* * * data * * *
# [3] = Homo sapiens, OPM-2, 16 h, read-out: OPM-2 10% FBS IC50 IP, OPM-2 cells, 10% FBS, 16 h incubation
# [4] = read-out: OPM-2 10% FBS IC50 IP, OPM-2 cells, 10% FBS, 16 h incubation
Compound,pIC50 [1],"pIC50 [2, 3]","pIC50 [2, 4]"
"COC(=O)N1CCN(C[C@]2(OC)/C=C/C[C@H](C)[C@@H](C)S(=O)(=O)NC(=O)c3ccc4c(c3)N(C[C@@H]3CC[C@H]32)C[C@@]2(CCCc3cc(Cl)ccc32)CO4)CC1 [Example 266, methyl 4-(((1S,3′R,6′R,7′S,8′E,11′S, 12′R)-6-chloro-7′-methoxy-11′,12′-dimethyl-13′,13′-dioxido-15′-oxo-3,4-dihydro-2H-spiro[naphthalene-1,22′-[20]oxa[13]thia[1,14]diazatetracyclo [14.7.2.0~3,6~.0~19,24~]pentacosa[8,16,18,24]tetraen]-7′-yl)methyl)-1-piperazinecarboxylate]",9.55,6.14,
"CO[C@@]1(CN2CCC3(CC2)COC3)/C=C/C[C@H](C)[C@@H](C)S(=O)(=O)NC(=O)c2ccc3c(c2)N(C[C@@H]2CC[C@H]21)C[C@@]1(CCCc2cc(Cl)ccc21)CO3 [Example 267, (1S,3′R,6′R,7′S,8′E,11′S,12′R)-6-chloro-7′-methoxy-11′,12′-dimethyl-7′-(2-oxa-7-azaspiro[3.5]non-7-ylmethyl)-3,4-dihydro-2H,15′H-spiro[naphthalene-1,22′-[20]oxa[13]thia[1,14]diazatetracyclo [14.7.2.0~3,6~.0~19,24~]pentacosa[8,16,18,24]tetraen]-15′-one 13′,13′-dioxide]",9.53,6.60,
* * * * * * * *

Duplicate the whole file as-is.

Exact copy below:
# [3] = Homo sapiens, OPM-2, 16 h, read-out: OPM-2 10% FBS IC50 IP, OPM-2 cells, 10% FBS, 16 h incubation
# [4] = read-out: OPM-2 10% FBS IC50 IP, OPM-2 cells, 10% FBS, 16 h incubation
Compound,pIC50 [1],"pIC50 [2, 3]","pIC50 [2, 4]"
"COC(=O)N1CCN(C[C@]2(OC)/C=C/C[C@H](C)[C@@H](C)S(=O)(=O)NC(=O)c3ccc4c(c3)N(C[C@@H]3CC[C@H]32)C[C@@]2(CCCc3cc(Cl)ccc32)CO4)CC1 [Example 266, methyl 4-(((1S,3′R,6′R,7′S,8′E,11′S, 12′R)-6-chloro-7′-methoxy-11′,12′-dimethyl-13′,13′-dioxido-15′-oxo-3,4-dihydro-2H-spiro[naphthalene-1,22′-[20]oxa[13]thia[1,14]diazatetracyclo [14.7.2.0~3,6~.0~19,24~]pentacosa[8,16,18,24]tetraen]-7′-yl)methyl)-1-piperazinecarboxylate]",9.55,6.14,
"CO[C@@]1(CN2CCC3(CC2)COC3)/C=C/C[C@H](C)[C@@H](C)S(=O)(=O)NC(=O)c2ccc3c(c2)N(C[C@@H]2CC[C@H]21)C[C@@]1(CCCc2cc(Cl)ccc21)CO3 [Example 267, (1S,3′R,6′R,7′S,8′E,11′S,12′R)-6-chloro-7′-methoxy-11′,12′-dimethyl-7′-(2-oxa-7-azaspiro[3.5]non-7-ylmethyl)-3,4-dihydro-2H,15′H-spiro[naphthalene-1,22′-[20]oxa[13]thia[1,14]diazatetracyclo [14.7.2.0~3,6~.0~19,24~]pentacosa[8,16,18,24]tetraen]-15′-one 13′,13′-dioxide]",9.53,6.60,